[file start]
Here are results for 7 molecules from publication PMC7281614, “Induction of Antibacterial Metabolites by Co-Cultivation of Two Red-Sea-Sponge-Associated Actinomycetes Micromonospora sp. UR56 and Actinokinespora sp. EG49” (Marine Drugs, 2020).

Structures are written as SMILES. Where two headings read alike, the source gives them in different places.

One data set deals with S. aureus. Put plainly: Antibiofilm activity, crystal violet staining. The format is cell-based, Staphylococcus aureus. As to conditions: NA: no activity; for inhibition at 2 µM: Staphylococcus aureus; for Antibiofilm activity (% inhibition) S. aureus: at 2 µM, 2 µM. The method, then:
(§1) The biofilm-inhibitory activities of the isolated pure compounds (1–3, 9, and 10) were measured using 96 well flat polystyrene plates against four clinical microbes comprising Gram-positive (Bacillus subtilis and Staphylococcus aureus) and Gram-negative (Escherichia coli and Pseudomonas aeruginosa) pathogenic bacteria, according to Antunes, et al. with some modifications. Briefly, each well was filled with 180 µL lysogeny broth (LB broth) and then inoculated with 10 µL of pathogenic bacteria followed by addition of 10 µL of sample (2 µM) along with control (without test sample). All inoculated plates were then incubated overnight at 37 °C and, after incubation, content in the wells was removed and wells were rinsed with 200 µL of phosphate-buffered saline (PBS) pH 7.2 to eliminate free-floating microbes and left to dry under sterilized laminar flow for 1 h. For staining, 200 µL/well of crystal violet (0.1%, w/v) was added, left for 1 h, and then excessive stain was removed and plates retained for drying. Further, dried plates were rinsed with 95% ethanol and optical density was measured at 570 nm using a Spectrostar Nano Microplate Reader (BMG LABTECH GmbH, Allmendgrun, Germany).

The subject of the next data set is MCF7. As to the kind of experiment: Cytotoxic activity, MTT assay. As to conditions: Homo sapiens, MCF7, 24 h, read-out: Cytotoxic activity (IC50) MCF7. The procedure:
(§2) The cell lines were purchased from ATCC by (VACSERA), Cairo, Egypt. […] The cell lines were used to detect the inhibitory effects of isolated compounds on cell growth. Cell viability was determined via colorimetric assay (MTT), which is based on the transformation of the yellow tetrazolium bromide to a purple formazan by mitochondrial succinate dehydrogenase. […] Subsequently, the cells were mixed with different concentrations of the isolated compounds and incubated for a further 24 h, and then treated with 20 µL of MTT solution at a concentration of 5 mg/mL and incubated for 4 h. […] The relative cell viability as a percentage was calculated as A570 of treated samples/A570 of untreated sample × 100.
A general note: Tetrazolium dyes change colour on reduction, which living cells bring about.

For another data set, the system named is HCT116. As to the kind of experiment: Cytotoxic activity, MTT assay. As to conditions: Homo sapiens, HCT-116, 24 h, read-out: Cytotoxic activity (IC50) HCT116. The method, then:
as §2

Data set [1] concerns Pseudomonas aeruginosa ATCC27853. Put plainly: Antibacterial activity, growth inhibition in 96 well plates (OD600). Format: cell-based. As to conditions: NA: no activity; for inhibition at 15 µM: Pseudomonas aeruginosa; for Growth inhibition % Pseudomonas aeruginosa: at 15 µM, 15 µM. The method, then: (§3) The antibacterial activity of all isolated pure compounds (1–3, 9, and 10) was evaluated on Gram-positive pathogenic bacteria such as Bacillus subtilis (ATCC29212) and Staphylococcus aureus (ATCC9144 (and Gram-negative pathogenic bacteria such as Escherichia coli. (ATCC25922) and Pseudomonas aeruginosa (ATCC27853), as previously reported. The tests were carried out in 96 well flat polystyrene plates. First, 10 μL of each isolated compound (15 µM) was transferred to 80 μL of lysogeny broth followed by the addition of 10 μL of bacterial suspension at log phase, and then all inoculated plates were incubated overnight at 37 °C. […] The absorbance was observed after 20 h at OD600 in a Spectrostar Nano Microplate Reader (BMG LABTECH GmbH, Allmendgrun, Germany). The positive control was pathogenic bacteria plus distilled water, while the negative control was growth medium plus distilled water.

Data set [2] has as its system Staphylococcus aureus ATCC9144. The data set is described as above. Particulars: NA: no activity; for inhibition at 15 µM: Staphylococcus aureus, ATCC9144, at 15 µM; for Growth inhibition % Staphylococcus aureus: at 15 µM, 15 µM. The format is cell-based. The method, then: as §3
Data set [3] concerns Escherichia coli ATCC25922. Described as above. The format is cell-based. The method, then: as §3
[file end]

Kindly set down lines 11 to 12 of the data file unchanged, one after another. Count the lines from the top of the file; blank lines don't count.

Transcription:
Data set [2] has as its system Staphylococcus aureus ATCC9144. The data set is described as above. Particulars: NA: no activity; for inhibition at 15 µM: Staphylococcus aureus, ATCC9144, at 15 µM; for Growth inhibition % Staphylococcus aureus: at 15 µM, 15 µM. The format is cell-based. The method, then: as §3
Data set [3] concerns Escherichia coli ATCC25922. Described as above. The format is cell-based. The method, then: as §3